Art isn't easy.
And it's sometimes a bit harder when really good, really, really good, artists aren't recognized and/or respected and/or appreciated by the public.
University of California Press has two superb volumes that demand attention and ownership. Call it a stroke of genius.
No wonder Danny Kaye once thought "Life is a great big canvas."
He is considered by many to be one of America's most important and underknown artists.
The first major book to consider the life and work of Robert Arneson, A Troublesome Subject ($60) tells the fascinating story of how a high school art teacher transformed himself into an artist of international stature and ambition. Representing the full scope of Arneson’s career in a rich survey of color reproductions, this book is at once a study of the trajectory of contemporary culture, the work of Arneson and the relationship between the two. It shows how Arneson’s work articulated the crisis of narcissism that has defined American culture since 1970. Jonathan Fineberg develops his ongoing work toward a psycho-social history of art as he proceeds through Arneson’s career—chronicling his early life, the formation of a personal style, and finding a unique subject matter in his famous post-1970 turn to self-portraiture.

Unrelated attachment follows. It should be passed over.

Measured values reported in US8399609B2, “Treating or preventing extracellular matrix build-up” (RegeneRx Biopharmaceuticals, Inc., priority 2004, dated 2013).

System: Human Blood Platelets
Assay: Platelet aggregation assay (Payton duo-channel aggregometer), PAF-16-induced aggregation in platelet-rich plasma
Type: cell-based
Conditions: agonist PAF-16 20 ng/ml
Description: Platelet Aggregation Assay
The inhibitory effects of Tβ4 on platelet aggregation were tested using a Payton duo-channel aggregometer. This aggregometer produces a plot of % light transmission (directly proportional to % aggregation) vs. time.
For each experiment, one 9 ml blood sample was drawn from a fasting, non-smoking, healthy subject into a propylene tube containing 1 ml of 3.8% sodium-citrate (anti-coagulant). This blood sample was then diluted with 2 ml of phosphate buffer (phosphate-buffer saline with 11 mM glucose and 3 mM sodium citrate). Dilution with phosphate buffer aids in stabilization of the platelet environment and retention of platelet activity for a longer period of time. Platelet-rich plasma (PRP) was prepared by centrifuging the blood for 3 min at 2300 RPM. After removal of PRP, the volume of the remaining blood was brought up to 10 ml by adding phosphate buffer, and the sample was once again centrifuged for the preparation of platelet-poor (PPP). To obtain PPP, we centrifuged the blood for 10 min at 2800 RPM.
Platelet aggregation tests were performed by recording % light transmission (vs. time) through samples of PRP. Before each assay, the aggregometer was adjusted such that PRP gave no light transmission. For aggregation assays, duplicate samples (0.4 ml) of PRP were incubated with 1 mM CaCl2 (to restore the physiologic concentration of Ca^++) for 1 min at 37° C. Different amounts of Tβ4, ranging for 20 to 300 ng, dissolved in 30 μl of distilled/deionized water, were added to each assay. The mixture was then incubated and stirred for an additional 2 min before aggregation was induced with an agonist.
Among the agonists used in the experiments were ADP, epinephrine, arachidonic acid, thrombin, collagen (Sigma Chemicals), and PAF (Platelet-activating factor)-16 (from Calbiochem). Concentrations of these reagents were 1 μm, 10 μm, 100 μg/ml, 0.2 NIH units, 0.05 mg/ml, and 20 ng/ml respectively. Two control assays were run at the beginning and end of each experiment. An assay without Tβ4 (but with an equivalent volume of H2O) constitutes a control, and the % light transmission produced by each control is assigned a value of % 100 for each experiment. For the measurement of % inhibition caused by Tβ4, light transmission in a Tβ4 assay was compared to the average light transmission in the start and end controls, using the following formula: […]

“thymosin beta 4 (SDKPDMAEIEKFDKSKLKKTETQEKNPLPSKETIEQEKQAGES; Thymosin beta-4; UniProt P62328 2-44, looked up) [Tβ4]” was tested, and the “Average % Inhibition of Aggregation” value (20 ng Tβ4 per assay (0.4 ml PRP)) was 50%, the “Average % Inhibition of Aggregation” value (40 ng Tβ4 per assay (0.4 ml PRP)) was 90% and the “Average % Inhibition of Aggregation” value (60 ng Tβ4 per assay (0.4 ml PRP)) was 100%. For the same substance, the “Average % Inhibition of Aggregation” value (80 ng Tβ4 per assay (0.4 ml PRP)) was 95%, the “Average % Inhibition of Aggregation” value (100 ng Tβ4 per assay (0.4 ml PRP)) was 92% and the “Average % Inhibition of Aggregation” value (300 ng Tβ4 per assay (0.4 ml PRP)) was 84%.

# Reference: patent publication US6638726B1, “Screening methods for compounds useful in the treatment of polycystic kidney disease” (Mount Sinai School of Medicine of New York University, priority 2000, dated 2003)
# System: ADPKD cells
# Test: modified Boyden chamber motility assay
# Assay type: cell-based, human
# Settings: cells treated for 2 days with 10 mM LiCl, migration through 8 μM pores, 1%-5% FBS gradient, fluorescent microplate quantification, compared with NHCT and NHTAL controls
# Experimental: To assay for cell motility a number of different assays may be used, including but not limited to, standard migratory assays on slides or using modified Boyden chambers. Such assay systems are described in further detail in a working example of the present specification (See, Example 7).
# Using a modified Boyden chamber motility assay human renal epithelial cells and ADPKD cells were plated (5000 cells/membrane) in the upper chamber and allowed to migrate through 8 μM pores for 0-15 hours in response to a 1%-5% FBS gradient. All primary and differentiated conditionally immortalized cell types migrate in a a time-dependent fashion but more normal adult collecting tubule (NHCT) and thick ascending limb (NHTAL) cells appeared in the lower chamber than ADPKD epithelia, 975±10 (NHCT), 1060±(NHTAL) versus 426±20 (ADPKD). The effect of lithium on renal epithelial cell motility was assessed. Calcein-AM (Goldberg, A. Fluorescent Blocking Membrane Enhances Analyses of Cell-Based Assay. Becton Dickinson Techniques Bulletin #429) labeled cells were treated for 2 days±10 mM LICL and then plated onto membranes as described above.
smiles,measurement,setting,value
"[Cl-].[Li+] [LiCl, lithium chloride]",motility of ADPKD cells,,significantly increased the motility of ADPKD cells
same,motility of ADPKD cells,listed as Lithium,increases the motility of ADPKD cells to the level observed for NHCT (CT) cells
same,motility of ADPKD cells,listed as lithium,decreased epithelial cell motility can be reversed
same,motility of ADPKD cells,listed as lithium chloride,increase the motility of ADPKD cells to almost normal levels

Published to accompany the major retrospective exhibition on Hung Liu, Summoning Ghosts: The Art of Hung Liu ($60) is a comprehensive look at the work of this extraordinary Chinese-American artist. A pioneer in Chinese contemporary art before the Chinese avant-garde came into being, Lui’s life spanned two centuries and bridged two totally different economic situations. The wide-ranging essays in this book, which features 140 color illustrations, reflect on how Hung Liu’s evocative art is inextricably bound to her equally rich and complex life. While considering the artist’s primary work as a painter, the contributors also celebrate her murals, permanent and temporary installations, photography and video.